Issue: January 13, 1997
Gardening for wheel chair gardenersQuestion:
My husband used to be an avid gardener. Following an accident, he is confined to a wheel chair and seems to have lost all enjoyment of life. I read somewhere that gardening is an activity which helps people recover from injuries. Can you tell me how a gardener can garden from a wheel chair?Answer:
Gardening can be very therapeutic to anyone, but to gardeners with injuries or limitations, the benefits of gardening are especially apparent. I recently discussed this with a retired surgeon. He had heard of horticultural therapy, but until recently following surgery he was not fully aware of the benefits. As is common following surgery, he suffered depression and lethargy. Gardening overcame these common surgical after effects. Anyone who has been injured can suffer depression and frustration with limitations brought about by the injury. Gardening can help them.
So, how can one garden from a wheel chair? It is possible to build raised garden beds so that the gardener can sit on the edge or in a wheel chair beside the garden and reach into the garden. Working and reaching to the side can be quite tiring, however. A more convenient method of gardening for the chair- bound gardener is to use a garden table.
A garden table is really just what it says. It is a table which consists of a box holding soil raised on legs to a level such that a wheel chair or other chair may be rolled under the table, allowing a gardener to sit at the table while gardening. The gardener need only reach forward, not turning and reaching to the side as with a raised bed garden which is to the side of the wheel chair. The depth of soil in the table should be at least six inches. It is possible to allow the bottom of the table to slant downward away from the gardener to allow greater soil depth, as long as it doesn't interfere with the wheel chair and legs of the gardener. The gardener should be able to reach from front to back of the table garden easily, thus the "reaching depth" of the garden table should be no greater than the distance that the gardener can reach from the seated position. However, if the table garden allow wheel chair access from the other side, the garden table can be twice as wide.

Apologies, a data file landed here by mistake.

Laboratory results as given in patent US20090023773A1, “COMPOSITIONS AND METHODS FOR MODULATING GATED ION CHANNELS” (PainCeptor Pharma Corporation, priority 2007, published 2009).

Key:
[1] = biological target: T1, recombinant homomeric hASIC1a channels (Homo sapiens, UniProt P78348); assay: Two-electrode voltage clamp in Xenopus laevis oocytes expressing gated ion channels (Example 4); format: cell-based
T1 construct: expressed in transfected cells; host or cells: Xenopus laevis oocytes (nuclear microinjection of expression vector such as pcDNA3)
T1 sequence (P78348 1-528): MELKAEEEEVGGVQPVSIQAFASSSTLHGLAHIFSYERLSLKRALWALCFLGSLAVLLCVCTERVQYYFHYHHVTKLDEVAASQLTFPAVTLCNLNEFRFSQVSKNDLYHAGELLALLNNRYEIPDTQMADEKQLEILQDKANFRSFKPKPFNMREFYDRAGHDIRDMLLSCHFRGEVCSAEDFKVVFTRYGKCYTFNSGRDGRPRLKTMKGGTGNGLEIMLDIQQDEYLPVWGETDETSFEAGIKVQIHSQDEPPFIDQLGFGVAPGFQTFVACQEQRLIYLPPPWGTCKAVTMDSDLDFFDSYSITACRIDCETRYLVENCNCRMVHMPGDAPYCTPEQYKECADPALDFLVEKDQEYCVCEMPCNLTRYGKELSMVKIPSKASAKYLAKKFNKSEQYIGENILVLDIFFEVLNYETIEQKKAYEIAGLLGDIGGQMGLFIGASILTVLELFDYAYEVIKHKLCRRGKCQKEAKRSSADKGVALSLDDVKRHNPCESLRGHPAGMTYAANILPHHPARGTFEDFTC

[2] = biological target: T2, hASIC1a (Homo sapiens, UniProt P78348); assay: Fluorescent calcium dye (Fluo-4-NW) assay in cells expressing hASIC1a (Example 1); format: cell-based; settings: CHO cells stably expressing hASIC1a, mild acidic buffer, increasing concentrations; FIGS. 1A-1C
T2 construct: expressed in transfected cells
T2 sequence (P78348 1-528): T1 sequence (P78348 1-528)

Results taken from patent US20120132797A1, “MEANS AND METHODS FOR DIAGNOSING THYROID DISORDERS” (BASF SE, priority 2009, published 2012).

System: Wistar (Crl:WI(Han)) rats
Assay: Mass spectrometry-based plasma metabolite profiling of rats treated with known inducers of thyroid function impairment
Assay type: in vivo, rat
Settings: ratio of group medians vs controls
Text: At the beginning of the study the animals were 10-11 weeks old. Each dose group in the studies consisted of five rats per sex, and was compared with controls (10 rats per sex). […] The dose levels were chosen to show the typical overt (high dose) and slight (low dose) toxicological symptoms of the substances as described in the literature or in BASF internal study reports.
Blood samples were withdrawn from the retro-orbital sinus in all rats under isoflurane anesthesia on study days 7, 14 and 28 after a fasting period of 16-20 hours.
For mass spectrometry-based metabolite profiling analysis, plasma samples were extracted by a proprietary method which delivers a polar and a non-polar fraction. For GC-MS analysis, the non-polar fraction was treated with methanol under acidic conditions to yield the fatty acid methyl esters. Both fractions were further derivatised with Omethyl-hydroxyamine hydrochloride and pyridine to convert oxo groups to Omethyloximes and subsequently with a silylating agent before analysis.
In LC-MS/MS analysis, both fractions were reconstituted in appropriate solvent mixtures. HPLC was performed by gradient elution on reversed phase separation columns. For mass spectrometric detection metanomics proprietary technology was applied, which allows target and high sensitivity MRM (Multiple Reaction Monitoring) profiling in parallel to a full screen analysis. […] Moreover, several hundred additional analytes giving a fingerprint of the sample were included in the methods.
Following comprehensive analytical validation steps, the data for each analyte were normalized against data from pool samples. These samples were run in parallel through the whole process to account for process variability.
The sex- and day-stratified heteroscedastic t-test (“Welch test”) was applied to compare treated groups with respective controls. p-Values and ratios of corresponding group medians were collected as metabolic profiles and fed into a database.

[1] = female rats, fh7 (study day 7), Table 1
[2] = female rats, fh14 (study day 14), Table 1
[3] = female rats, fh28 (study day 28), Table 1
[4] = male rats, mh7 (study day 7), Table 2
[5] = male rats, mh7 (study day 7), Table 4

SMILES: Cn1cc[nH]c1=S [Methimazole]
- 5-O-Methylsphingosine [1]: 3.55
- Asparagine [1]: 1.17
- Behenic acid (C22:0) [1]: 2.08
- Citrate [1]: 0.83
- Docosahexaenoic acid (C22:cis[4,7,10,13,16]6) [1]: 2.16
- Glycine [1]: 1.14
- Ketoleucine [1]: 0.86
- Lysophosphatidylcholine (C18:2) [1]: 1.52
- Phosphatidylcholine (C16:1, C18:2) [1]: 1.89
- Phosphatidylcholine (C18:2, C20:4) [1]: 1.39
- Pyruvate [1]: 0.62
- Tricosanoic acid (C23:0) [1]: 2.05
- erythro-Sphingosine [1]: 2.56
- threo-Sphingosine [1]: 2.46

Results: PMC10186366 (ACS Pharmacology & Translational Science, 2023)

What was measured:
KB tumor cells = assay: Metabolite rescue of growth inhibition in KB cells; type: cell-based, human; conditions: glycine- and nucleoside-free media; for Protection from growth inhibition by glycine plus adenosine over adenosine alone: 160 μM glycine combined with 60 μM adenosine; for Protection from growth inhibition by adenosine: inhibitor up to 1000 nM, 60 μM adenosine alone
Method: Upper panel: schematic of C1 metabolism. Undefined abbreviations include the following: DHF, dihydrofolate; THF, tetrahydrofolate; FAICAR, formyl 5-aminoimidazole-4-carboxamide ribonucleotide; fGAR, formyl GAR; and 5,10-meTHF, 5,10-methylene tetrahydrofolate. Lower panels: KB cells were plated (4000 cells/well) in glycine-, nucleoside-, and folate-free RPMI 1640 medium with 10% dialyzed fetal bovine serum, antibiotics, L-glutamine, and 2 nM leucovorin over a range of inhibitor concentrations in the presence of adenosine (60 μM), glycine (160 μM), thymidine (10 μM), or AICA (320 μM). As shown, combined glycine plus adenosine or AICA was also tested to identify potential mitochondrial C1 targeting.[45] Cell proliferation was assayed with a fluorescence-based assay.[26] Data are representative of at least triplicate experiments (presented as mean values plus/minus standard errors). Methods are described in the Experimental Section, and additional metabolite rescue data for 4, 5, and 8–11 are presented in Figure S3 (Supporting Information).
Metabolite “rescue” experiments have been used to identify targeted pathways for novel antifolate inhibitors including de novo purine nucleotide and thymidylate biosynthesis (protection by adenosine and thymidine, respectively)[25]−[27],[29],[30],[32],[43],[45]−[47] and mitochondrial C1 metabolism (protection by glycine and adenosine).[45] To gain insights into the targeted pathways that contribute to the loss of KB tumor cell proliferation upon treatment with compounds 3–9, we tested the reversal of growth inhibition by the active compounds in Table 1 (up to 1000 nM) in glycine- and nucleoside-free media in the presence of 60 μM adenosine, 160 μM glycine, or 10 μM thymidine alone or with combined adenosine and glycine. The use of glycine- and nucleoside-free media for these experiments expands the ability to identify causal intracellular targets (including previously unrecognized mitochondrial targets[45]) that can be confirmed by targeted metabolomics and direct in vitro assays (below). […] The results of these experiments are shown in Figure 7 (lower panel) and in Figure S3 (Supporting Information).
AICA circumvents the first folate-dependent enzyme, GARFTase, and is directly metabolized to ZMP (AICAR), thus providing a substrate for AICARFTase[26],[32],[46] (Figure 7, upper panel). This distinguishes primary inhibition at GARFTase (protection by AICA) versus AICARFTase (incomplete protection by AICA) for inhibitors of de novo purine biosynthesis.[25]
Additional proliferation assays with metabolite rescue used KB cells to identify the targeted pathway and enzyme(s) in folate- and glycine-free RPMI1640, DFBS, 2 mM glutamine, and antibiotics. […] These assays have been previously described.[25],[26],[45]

Corn and other tall free standing crops will be difficult to grow in such a shallow garden; they will need deeper soil to hold the plant upright. Smaller growing plants will be easier to grow. Taller crops will need a deeper soil, one to three feet deep, and will perhaps require the gardener to reach to the side to garden, but if the size of the deep garden is limited, the gardener can grow almost anything.
The soil for such a garden can be carefully chosen from available potting soil or formulated by the gardener from home- made compost, sand, perlite, native soil, and other materials. Such a tailored soil can often be more productive than the soil in the typical traditional garden plot. It is also possible to tailor the soil in various parts of the table garden or in different table gardens to be especially well adapted to the crops to be grown in that soil. For winter gardening, traditional containers (flower pots) or a specially constructed window table garden can be employed. Irrigation can be accomplished by hand watering, drip irrigation, or other more exotic methods such as Olla irrigation. (I'll discuss that another time.)
Intensive gardening practices can be applied to such a garden. It is possible to grow a very productive garden accessible to a wheel chair. In addition to herbs, flowers, and vegetables, the gardener will grow a sense of satisfaction and accomplishment. The gardener will learn that he is less disabled that he currently thinks.